Last Sunday we looked at the topic of race from the Bible. This is relevant for us as 21st-century Christians who want to honor Christ in the place and time where he's placed us. But it's also connected to our desire to love our neighbors as ourselves. Part of loving our neighbors within our community and this culture involves thinking well about the topic of race—and then living well in light of it.
In the sermon I read from Francis Schaeffer's The Church at the End of the Twentieth Century. He originally wrote this book in 1970, just a few years before Roe v. Wade, but right in the middle of the swirling controversies of the 60s and early 70s—Vietnam, the civil rights movement, LBJ's "War on Poverty," the assassinations of Martin Luther King and the Kennedys. It was a tumultuous time filled with causes that could occupy or even consume the Christian.
Schaeffer introduced a concept I think really helpful as we navigate our own causes—racial injustice, immigration, poverty, abortion, presidential politics, and so much more. It's the distinction between being a "cobelligerent" and being an "ally." In Schaeffer's usage, a "cobelligerent" fights alongside someone for a particular cause while an "ally" is someone who aligns himself more completely with another. With a "cobelligerent" we're united for a particular cause at a particular place and time, but with an "ally" I'm all in for them, and they're all in for me. Here's what he wrote:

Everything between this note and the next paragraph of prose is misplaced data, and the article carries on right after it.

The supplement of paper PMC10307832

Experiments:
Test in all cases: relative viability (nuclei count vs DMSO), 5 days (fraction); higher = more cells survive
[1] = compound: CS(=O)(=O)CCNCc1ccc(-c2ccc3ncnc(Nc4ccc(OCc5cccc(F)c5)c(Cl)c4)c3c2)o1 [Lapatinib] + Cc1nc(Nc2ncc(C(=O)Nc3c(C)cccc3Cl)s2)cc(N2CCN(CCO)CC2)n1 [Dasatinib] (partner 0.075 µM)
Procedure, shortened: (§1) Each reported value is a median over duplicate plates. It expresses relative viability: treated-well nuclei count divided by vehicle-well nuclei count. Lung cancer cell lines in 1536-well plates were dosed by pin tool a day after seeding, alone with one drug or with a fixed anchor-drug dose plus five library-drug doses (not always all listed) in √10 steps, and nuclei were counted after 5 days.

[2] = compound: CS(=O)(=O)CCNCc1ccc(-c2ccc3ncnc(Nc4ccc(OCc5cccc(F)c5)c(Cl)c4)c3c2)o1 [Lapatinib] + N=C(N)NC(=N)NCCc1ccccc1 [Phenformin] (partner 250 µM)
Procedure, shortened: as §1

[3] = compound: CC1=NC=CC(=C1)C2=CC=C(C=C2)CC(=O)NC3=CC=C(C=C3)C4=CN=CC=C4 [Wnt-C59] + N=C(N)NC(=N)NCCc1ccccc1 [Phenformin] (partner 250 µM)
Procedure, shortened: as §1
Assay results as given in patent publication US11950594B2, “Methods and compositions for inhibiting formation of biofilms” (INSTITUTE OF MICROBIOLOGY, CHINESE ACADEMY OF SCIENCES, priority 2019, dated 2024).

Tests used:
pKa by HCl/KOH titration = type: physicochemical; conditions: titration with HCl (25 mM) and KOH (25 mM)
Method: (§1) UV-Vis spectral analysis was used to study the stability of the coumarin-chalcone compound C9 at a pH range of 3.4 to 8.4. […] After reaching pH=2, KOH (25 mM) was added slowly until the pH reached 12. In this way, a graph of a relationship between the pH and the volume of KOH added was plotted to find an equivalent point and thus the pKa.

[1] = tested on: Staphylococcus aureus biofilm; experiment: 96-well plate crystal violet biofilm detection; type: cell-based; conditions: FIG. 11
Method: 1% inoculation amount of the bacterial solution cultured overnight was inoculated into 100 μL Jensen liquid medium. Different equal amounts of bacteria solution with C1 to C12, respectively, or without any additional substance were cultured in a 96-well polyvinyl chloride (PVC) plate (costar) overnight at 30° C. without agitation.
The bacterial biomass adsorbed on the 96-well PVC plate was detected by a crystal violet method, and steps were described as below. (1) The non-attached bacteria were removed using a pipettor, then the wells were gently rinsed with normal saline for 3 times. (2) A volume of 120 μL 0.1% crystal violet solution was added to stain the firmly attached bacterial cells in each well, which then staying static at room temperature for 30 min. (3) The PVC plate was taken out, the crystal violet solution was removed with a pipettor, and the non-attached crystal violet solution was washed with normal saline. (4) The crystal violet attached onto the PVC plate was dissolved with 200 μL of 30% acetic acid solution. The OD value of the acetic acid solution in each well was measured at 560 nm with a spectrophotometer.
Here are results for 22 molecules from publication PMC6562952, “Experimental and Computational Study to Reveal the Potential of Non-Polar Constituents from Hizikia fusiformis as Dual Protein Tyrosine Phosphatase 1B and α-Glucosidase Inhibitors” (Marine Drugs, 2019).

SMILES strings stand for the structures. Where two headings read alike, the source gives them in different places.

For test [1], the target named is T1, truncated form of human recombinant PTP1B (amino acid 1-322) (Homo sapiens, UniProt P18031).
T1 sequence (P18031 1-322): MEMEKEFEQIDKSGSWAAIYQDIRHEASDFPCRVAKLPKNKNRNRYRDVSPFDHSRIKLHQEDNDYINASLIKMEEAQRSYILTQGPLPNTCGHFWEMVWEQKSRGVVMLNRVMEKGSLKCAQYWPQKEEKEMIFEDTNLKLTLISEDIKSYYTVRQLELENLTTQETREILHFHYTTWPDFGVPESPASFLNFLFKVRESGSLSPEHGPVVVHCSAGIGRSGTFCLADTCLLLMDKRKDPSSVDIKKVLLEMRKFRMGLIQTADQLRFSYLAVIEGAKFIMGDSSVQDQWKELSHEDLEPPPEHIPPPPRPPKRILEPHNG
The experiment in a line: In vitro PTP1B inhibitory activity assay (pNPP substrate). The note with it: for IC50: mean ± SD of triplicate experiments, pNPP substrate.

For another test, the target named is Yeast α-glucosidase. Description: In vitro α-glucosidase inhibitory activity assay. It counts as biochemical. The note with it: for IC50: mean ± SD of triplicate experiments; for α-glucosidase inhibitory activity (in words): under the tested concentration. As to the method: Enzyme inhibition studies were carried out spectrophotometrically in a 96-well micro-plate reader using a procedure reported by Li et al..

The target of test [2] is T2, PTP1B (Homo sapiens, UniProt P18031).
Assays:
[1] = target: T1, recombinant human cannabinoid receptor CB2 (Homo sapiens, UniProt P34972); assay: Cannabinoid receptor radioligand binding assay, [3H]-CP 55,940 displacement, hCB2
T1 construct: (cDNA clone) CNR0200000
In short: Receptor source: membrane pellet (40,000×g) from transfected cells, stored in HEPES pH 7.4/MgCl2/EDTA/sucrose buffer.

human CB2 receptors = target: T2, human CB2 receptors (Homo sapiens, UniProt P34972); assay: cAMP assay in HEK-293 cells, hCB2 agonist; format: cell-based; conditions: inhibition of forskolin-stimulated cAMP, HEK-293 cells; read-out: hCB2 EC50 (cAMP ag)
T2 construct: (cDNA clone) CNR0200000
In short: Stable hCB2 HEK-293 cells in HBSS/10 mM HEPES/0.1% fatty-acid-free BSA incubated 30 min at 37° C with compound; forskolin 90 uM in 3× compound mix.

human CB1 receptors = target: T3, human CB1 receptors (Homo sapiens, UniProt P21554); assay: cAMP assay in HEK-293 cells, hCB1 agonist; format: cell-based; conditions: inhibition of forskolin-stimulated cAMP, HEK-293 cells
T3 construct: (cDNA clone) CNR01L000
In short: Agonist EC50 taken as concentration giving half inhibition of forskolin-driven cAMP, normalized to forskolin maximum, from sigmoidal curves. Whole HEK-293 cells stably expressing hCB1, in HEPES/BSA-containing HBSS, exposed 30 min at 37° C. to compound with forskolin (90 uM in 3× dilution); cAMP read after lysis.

My observation among many young pastors and others is this. Suddenly they are confronted by two camps and they are told, “Choose, choose, choose.” And by God’s grace they must say, “I will not choose. I stand alone with God, the God who has spoken in the Scripture, the God who is the infinite personal God, and neither of your two sides is standing there. So if I seem to be saying the same thing at some point, understand that I am a cobelligerent at this particular place, but I am not an ally.”
The danger is that the older evangelical with his middle-class orientation will forget this distinction and become an ally of the Establishment elite [think "Conservative," DB], and at the same time his son or daughter will forget the distinction and become an ally of the New Left elite. We must say what the Bible says [even] when it causes us to seem to be saying what others are saying, such as “Justice!” or “Stop the meaningless bombings!” But we must never forget that this is only a passing cobelligerency and not an alliance.
Francis Schaeffer, The Church at the End of the Twentieth Century
Doesn't that sound familiar? Two sides both screaming at us to choose, choose, choose! Both sides telling us, "You're for us or against us. There's no middle ground."
A modern example of this pressure to choose comes at us is with Black Lives Matter. From one side we get the pressure to adopt a very specific perspective on race in America (and around the world), virtue signal, plaster hashtags, buy the merchandise, show up for protests. From the other side we get the pressure to reject any and all support for the organization and anything it's engaged in.
For Christians this is no small issue. One reason is because the sin of racism is so terrible and the consequences of racism in our nation's past so massively destructive—not just in years past but evident today. It's simply not that long ago when slaves numbered in the millions in the US, hardly more than a generation ago when Jim Crow segregation was the law of the land in so many states. God's Word is clear. Such sinful partiality is absolutely wrong and must be rejected by God's people: